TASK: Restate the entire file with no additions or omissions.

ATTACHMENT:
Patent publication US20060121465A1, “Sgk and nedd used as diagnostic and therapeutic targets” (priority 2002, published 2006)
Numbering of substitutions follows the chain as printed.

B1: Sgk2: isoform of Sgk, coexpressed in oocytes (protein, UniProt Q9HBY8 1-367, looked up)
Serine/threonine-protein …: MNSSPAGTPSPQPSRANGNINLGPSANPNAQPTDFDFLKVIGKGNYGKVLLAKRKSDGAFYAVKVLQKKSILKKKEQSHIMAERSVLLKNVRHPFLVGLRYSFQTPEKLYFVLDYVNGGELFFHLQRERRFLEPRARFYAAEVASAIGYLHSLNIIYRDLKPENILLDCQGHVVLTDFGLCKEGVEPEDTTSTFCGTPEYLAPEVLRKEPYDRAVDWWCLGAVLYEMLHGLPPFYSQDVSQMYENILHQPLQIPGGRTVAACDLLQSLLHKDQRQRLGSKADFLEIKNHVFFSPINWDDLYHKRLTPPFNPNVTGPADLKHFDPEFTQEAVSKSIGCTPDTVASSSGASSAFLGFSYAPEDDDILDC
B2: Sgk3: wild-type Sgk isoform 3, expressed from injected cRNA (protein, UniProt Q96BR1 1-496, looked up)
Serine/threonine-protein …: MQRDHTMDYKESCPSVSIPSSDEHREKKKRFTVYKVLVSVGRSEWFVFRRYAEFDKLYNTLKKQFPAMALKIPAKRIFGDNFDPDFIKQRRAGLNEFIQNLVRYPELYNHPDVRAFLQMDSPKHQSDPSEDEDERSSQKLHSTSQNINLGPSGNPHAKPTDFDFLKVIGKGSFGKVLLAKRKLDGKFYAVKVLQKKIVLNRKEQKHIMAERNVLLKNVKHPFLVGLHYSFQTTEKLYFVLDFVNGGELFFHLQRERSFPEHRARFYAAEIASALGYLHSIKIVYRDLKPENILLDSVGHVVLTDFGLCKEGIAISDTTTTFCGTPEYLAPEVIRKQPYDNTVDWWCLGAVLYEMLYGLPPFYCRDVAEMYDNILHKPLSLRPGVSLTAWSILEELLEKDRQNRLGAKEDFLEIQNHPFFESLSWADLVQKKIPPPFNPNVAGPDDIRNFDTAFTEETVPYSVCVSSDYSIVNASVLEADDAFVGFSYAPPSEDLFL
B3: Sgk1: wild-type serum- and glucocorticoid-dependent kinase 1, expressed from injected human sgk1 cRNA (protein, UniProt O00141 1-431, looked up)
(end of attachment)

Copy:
Patent publication US20060121465A1, “Sgk and nedd used as diagnostic and therapeutic targets” (priority 2002, published 2006)
Numbering of substitutions follows the chain as printed.

B1: Sgk2: isoform of Sgk, coexpressed in oocytes (protein, UniProt Q9HBY8 1-367, looked up)
Serine/threonine-protein …: MNSSPAGTPSPQPSRANGNINLGPSANPNAQPTDFDFLKVIGKGNYGKVLLAKRKSDGAFYAVKVLQKKSILKKKEQSHIMAERSVLLKNVRHPFLVGLRYSFQTPEKLYFVLDYVNGGELFFHLQRERRFLEPRARFYAAEVASAIGYLHSLNIIYRDLKPENILLDCQGHVVLTDFGLCKEGVEPEDTTSTFCGTPEYLAPEVLRKEPYDRAVDWWCLGAVLYEMLHGLPPFYSQDVSQMYENILHQPLQIPGGRTVAACDLLQSLLHKDQRQRLGSKADFLEIKNHVFFSPINWDDLYHKRLTPPFNPNVTGPADLKHFDPEFTQEAVSKSIGCTPDTVASSSGASSAFLGFSYAPEDDDILDC
B2: Sgk3: wild-type Sgk isoform 3, expressed from injected cRNA (protein, UniProt Q96BR1 1-496, looked up)
Serine/threonine-protein …: MQRDHTMDYKESCPSVSIPSSDEHREKKKRFTVYKVLVSVGRSEWFVFRRYAEFDKLYNTLKKQFPAMALKIPAKRIFGDNFDPDFIKQRRAGLNEFIQNLVRYPELYNHPDVRAFLQMDSPKHQSDPSEDEDERSSQKLHSTSQNINLGPSGNPHAKPTDFDFLKVIGKGSFGKVLLAKRKLDGKFYAVKVLQKKIVLNRKEQKHIMAERNVLLKNVKHPFLVGLHYSFQTTEKLYFVLDFVNGGELFFHLQRERSFPEHRARFYAAEIASALGYLHSIKIVYRDLKPENILLDSVGHVVLTDFGLCKEGIAISDTTTTFCGTPEYLAPEVIRKQPYDNTVDWWCLGAVLYEMLYGLPPFYCRDVAEMYDNILHKPLSLRPGVSLTAWSILEELLEKDRQNRLGAKEDFLEIQNHPFFESLSWADLVQKKIPPPFNPNVAGPDDIRNFDTAFTEETVPYSVCVSSDYSIVNASVLEADDAFVGFSYAPPSEDLFL
B3: Sgk1: wild-type serum- and glucocorticoid-dependent kinase 1, expressed from injected human sgk1 cRNA (protein, UniProt O00141 1-431, looked up)